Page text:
I was surprised, in the coverage of the passage of Obamacare, that so little was written about how things are done in other countries and how much leverage government-run healthcare has in reducing its costs. You dismiss this leverage in your editorial (“Obamacare: round two,” CJR, January/February), saying it’s not part of Obamacare, but it is part of Medicare. That basic journalistic question—How much does it really cost?—was never adequately answered for US citizens. Let me give you an example. I remember a news story that ran about 20 years ago in the Globe and Mail, about a Canadian woman who gave birth to a baby in a US hospital and received an itemized bill. Canadians like me were aghast at the outrageous overcharging the hospital did. A single maxi pad cost something like $40. We all knew that was insane, and we wondered why US citizens paid those crazy prices. But when I moved to the US and started getting medical bills, I saw that they were never itemized. American consumers have no idea what they’re being charged, in detail, and I think that’s why they accept the price-gouging that is probably the norm. The only reason we saw itemized bills in Canada was that our government-run insurance required them before it would pay. Shouldn’t US journalists insist on that also? Comparing US costs for standard medical procedures to those in Canada, Britain, France, etc—or what the government agrees to pay for the same services in those countries—would be a great idea.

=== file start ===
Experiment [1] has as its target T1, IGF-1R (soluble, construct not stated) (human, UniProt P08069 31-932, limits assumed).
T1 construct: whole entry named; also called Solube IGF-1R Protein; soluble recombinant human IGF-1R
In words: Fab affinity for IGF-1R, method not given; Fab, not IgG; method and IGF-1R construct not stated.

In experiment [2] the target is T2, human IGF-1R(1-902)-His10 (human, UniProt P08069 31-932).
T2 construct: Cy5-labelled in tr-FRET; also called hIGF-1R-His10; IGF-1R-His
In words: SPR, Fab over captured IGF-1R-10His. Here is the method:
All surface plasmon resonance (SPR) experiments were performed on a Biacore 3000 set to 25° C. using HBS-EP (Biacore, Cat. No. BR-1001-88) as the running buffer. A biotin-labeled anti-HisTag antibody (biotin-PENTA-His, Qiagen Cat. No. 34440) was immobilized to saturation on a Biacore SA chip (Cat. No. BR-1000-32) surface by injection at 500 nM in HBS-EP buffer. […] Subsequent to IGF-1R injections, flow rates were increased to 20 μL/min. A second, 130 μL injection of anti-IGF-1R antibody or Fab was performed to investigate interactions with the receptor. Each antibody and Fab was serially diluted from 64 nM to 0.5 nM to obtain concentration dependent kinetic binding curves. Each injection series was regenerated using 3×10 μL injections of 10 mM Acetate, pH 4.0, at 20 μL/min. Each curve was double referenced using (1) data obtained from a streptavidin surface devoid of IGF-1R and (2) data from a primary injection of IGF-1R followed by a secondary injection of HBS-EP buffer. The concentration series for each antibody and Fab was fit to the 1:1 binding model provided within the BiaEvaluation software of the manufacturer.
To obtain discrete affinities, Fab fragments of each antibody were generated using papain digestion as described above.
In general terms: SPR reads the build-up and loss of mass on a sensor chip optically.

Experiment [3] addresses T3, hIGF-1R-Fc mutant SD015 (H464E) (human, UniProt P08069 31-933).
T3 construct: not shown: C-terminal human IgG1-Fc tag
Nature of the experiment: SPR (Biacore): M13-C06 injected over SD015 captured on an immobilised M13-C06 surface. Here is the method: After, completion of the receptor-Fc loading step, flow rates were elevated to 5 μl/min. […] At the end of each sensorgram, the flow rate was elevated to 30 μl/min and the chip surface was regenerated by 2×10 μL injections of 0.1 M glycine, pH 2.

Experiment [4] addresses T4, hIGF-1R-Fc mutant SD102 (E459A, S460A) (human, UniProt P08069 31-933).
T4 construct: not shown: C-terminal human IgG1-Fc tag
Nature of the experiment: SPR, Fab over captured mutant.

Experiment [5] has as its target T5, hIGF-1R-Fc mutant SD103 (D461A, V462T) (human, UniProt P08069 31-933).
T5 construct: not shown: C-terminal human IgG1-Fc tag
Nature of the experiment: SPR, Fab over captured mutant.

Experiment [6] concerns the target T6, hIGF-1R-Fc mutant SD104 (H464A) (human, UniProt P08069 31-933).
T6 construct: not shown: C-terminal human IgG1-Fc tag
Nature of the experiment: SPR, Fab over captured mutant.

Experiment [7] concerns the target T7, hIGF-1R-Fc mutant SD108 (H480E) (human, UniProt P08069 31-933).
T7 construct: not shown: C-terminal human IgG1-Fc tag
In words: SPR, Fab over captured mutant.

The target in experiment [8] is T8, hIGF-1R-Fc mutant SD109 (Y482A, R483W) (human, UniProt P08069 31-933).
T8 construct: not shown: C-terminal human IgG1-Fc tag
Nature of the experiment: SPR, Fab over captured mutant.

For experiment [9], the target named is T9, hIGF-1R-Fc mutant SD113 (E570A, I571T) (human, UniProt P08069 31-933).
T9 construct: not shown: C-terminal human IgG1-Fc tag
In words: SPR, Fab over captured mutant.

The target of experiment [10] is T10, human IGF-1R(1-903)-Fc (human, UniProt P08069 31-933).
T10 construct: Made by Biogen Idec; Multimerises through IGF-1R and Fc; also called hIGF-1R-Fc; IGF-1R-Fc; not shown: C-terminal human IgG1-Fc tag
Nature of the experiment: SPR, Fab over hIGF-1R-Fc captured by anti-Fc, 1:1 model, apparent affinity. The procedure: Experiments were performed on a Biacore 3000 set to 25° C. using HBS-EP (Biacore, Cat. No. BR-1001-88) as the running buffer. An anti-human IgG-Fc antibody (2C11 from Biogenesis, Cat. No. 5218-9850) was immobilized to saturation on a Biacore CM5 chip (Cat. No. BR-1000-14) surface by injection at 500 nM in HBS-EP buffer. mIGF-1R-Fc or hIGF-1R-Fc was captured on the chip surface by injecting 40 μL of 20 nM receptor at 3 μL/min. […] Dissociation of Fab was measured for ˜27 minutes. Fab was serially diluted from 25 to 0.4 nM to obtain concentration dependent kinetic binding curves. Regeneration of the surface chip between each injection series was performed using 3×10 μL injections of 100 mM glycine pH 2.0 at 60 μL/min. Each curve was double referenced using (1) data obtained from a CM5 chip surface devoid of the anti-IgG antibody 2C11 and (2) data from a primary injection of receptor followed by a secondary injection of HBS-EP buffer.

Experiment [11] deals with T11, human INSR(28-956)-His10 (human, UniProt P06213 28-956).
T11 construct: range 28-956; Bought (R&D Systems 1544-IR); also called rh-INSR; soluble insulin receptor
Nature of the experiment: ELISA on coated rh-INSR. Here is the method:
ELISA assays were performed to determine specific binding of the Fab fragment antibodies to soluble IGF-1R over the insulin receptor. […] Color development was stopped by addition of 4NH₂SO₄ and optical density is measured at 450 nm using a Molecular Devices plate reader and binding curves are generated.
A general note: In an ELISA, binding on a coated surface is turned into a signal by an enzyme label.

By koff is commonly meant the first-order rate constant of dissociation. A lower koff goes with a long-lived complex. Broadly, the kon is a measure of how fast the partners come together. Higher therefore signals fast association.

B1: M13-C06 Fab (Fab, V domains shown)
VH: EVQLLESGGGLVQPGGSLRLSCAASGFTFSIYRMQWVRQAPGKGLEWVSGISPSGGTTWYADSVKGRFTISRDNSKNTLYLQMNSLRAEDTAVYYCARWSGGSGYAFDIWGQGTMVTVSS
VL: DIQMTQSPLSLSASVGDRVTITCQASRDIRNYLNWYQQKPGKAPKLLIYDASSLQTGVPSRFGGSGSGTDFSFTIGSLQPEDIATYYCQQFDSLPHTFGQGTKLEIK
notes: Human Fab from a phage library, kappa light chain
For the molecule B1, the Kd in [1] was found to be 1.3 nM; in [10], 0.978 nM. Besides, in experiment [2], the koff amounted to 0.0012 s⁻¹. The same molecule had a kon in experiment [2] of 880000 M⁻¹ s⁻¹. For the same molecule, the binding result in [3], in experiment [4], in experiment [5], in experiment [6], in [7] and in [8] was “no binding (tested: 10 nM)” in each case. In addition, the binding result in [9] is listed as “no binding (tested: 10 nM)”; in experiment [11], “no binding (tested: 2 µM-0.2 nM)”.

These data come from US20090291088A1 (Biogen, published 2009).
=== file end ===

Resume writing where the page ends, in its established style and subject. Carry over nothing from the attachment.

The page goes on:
Carrie BuchananUniversity Heights, OH
Depth of field
In his review of Alan Huffman’s book on Tim Hetherington (“Unfinished business,” CJR, January/February), Michael Meyer writes that “nearly half of Huffman’s book is devoted to reconstructing Hetherington’s final days in Libya.” Seems like another attempt to cast in bronze an image of Tim as a “heroic war photographer” by a member of the fraternity of conflict correspondents. It’s a self-referencing circle. The people making films or writing about Tim after his death only see him through the lens of war reporting, which Tim rejected completely. Tim created amazing images and projects on Creole architecture in Sierra Leone, neon-lit gas stations in the Arab Emirates, and post-2004 tsunami devastation and rebirth in Indonesia (among others). Has no one seen that work because they don’t know Tim well enough, or is it ignored because it does not fit the stereotype of the photographer “with a British accent plucked from a Graham Greene novel”?
As much as I hope Tim’s work is disseminated further and his talents exposed to the world, I fear the coming attention will be focused on a retrograde trajectory from the one Tim was pursuing.
Christopher WiseBangkok, Thailand
We neglected to include the credit for our January/February cover image on our Table of Contents page. Here it is now: Adrianna Williams / Corbis.The Editors are the staffers of Columbia Journalism Review.